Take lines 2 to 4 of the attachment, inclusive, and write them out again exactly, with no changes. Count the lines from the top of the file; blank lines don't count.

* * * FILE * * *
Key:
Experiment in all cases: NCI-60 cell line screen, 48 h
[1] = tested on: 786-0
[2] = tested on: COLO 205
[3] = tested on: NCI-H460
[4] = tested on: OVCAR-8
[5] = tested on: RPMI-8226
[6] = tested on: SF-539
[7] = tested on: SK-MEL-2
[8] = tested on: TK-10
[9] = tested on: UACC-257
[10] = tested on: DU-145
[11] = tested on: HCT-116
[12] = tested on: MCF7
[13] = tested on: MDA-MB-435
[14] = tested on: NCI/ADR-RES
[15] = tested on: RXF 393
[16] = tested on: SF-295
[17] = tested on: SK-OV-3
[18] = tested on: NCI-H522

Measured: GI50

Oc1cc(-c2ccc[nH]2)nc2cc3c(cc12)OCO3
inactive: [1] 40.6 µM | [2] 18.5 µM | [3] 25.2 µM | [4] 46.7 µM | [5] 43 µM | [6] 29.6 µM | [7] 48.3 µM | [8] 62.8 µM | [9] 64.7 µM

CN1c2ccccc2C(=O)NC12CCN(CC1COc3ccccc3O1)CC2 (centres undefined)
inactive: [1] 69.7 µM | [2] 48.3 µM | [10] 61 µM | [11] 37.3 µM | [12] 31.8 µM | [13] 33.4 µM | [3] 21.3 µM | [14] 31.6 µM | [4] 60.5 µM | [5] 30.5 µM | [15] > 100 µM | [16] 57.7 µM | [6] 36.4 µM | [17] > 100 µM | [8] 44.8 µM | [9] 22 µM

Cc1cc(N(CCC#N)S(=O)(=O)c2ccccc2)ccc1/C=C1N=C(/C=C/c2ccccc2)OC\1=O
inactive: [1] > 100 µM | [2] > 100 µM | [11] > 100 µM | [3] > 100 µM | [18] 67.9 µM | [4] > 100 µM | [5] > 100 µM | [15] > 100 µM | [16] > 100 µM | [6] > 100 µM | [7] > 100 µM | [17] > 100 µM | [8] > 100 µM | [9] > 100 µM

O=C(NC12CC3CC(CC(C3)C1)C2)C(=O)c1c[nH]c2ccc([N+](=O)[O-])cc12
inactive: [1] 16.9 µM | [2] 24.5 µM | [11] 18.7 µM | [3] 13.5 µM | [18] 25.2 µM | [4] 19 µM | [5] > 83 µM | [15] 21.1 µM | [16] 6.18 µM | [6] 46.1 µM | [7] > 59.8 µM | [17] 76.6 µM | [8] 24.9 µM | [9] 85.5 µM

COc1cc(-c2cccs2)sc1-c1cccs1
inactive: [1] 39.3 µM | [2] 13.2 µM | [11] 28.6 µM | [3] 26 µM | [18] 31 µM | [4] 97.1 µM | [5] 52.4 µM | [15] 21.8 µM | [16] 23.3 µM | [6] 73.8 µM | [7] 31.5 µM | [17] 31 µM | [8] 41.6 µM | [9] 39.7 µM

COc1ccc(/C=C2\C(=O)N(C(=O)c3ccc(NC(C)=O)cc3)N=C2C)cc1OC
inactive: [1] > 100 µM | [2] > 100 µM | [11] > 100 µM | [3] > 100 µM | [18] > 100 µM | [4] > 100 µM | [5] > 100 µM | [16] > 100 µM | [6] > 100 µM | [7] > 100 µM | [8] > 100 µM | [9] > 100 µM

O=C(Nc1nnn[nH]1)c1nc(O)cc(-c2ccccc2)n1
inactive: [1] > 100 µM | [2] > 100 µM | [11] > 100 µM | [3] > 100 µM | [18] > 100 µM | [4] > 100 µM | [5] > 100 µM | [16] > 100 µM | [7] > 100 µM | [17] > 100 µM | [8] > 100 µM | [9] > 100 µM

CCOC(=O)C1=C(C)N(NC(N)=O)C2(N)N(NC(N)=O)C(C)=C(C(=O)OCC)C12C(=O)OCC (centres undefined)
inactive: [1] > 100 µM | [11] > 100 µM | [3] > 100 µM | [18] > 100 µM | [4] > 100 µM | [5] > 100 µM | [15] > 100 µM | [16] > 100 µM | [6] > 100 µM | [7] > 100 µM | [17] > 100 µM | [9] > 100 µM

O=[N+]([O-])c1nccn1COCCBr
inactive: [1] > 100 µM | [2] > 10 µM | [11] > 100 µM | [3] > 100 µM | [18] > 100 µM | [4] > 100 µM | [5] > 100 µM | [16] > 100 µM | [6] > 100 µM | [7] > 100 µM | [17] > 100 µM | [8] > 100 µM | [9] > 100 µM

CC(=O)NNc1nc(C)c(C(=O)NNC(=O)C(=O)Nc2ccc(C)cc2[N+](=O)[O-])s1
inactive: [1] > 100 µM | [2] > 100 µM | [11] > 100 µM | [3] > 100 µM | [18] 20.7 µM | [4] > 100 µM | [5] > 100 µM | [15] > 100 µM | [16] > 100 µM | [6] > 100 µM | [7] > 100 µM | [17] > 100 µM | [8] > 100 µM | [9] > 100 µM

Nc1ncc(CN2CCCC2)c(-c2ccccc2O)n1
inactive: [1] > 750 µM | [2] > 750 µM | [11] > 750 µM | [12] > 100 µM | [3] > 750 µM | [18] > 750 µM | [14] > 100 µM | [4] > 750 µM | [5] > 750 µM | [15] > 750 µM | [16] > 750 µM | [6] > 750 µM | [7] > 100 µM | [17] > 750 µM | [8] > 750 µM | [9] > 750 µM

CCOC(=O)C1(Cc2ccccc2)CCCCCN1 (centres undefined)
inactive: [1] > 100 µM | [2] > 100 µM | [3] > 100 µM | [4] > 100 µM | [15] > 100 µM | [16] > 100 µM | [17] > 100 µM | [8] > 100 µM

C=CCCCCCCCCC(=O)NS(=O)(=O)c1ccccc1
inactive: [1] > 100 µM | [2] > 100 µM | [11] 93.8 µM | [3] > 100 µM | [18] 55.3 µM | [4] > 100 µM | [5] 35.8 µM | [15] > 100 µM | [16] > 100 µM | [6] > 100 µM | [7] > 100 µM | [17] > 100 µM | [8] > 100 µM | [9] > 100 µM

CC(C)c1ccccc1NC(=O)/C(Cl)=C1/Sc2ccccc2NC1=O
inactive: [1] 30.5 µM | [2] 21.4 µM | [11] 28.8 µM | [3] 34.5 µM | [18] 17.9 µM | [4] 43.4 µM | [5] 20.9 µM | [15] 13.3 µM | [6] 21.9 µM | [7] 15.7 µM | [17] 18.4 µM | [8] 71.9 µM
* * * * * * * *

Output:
Experiment in all cases: NCI-60 cell line screen, 48 h
[1] = tested on: 786-0
[2] = tested on: COLO 205